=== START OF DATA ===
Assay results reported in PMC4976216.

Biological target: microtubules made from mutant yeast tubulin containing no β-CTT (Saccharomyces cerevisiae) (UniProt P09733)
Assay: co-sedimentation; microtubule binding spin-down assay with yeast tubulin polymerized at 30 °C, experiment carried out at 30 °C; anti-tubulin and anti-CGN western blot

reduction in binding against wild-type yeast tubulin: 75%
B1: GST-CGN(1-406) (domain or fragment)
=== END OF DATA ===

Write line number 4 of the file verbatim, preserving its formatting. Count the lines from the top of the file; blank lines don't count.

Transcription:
reduction in binding against wild-type yeast tubulin: 75%